What I Learned From Ancient Whitetail Does

It was 1993, and Bill Clinton was sworn in as President. Jurassic Park was released. The premier issue of Quality Whitetails magazine was sent to QDMA members, and a whitetail doe was born in rural Washington County, New York. Though three of these four events likely evoke a memory or have some meaning for you, the last one stands out and …

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VIDEO: Jawbone Aging Part 2 – Tooth Wear

One of the most important skills for any deer manager involved in a Quality Deer Management (QDM) program is the ability to age deer after harvest.

Without knowing the deer’s age it is unfair to compare deer by body weight and antler size. It is also important to know the age structure of your deer herd to know where your program is and where it is going to set realistic goals and expectations.

The most commonly used technique to age deer after harvest is the tooth replacement and wear technique. As the name implies, this technique involves two processes – tooth replacement, simply the replacement of teeth over time as with humans, and tooth wear, the erosion of teeth over time.

In part one of our jawbone aging series, QDMA CEO and wildlife biologist Brian Murphy examines tooth replacement to classify deer ages into three groups – fawns, yearling (1.5 year old deer) and adult deer (2.5 or older).

Here in part two of the series, Brian demonstrates how the tooth wear technique can be used to age deer into the older age classes.

The final installment in the three-part series allows viewers to apply what they’ve learned with a jawbone aging quiz.

VIDEO: Jawbone Aging Part 1 – Tooth Replacement

One of the most important skills for any deer manager involved in a Quality Deer Management (QDM) program is the ability to age deer after harvest.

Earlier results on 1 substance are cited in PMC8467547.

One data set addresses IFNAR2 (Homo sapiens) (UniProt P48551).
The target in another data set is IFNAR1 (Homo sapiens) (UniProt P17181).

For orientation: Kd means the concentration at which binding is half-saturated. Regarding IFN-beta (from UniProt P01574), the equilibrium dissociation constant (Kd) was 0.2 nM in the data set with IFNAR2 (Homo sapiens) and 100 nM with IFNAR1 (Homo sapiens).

Without knowing the deer’s age it is unfair to compare deer by body weight and antler size. It is also important to know the age structure of your deer herd to know where your program is and where it is going to set realistic goals and expectations.

The most commonly used technique to age deer after harvest is the tooth replacement and wear technique. As the name implies, this technique involves two processes – tooth replacement, simply the replacement of teeth over time as with humans, and tooth wear, the erosion of teeth over time.

In part one of our jawbone aging series, QDMA CEO and wildlife biologist Brian Murphy examines tooth replacement to classify deer ages into three groups – fawns, yearling (1.5 year old deer) and adult deer (2.5 or older).

In part two of the series, Brian demonstrates how the tooth wear technique can be used to age deer into the older age classes.

The final installment in the three-part series allows viewers to apply what they’ve learned with a jawbone aging quiz.

A Leg Up: Judging Buck Age From Body Proportions

Is there a wall or door somewhere in your childhood home bearing pencil marks that track your height through the years? If we could just as easily track the body proportions of whitetail bucks as they grow, it would be a great help in estimating their age each time we see them again. I received …

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How Many Bucks Can I Harvest?

Let’s continue our discussion of harvest prescriptions with another common question: “How many bucks can I harvest?” The number of bucks you can harvest will depend highly on your level of restraint and the age classes you desire to shoot. If you choose to shoot a lot of yearling bucks (1½ years old), each year …

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